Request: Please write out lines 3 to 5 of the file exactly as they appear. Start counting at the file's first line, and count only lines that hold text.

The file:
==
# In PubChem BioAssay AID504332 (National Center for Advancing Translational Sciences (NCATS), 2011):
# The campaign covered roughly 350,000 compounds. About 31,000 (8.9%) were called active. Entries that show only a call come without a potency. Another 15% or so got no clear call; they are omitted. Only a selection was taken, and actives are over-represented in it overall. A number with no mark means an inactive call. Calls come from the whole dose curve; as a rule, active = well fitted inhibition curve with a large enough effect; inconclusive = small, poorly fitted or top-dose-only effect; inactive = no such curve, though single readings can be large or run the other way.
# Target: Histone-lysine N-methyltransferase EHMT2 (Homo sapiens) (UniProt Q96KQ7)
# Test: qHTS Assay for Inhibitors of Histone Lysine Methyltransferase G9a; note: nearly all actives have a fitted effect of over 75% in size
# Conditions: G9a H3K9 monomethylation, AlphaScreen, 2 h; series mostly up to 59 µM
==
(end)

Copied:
# Target: Histone-lysine N-methyltransferase EHMT2 (Homo sapiens) (UniProt Q96KQ7)
# Test: qHTS Assay for Inhibitors of Histone Lysine Methyltransferase G9a; note: nearly all actives have a fitted effect of over 75% in size
# Conditions: G9a H3K9 monomethylation, AlphaScreen, 2 h; series mostly up to 59 µM